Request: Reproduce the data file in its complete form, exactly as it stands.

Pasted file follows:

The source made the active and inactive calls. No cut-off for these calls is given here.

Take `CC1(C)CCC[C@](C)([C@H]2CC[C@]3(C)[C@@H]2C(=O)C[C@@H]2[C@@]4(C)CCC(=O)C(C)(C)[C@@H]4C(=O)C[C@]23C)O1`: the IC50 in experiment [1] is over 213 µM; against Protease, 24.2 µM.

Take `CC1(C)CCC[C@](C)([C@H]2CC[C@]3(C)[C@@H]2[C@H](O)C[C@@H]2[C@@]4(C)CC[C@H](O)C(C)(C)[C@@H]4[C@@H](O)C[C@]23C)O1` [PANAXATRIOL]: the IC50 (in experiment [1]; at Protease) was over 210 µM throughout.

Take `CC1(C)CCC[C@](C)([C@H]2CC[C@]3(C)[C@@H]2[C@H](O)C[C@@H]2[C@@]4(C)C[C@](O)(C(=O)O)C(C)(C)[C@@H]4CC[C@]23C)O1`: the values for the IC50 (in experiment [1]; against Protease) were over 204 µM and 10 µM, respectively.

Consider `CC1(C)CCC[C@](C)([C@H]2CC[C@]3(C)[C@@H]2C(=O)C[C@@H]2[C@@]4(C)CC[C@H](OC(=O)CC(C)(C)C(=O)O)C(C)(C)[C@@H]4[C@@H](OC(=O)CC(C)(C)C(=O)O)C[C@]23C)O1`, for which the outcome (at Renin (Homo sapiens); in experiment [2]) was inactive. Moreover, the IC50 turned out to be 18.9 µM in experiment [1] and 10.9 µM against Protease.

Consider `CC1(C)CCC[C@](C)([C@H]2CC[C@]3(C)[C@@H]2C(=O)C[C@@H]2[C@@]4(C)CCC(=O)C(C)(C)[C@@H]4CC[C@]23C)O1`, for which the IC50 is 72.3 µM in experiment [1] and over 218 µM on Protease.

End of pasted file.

The source made the active and inactive calls. No cut-off for these calls is given here.

Take `CC1(C)CCC[C@](C)([C@H]2CC[C@]3(C)[C@@H]2C(=O)C[C@@H]2[C@@]4(C)CCC(=O)C(C)(C)[C@@H]4C(=O)C[C@]23C)O1`: the IC50 in experiment [1] is over 213 µM; against Protease, 24.2 µM.

Take `CC1(C)CCC[C@](C)([C@H]2CC[C@]3(C)[C@@H]2[C@H](O)C[C@@H]2[C@@]4(C)CC[C@H](O)C(C)(C)[C@@H]4[C@@H](O)C[C@]23C)O1` [PANAXATRIOL]: the IC50 (in experiment [1]; at Protease) was over 210 µM throughout.

Take `CC1(C)CCC[C@](C)([C@H]2CC[C@]3(C)[C@@H]2[C@H](O)C[C@@H]2[C@@]4(C)C[C@](O)(C(=O)O)C(C)(C)[C@@H]4CC[C@]23C)O1`: the values for the IC50 (in experiment [1]; against Protease) were over 204 µM and 10 µM, respectively.

Consider `CC1(C)CCC[C@](C)([C@H]2CC[C@]3(C)[C@@H]2C(=O)C[C@@H]2[C@@]4(C)CC[C@H](OC(=O)CC(C)(C)C(=O)O)C(C)(C)[C@@H]4[C@@H](OC(=O)CC(C)(C)C(=O)O)C[C@]23C)O1`, for which the outcome (at Renin (Homo sapiens); in experiment [2]) was inactive. Moreover, the IC50 turned out to be 18.9 µM in experiment [1] and 10.9 µM against Protease.

Consider `CC1(C)CCC[C@](C)([C@H]2CC[C@]3(C)[C@@H]2C(=O)C[C@@H]2[C@@]4(C)CCC(=O)C(C)(C)[C@@H]4CC[C@]23C)O1`, for which the IC50 is 72.3 µM in experiment [1] and over 218 µM on Protease.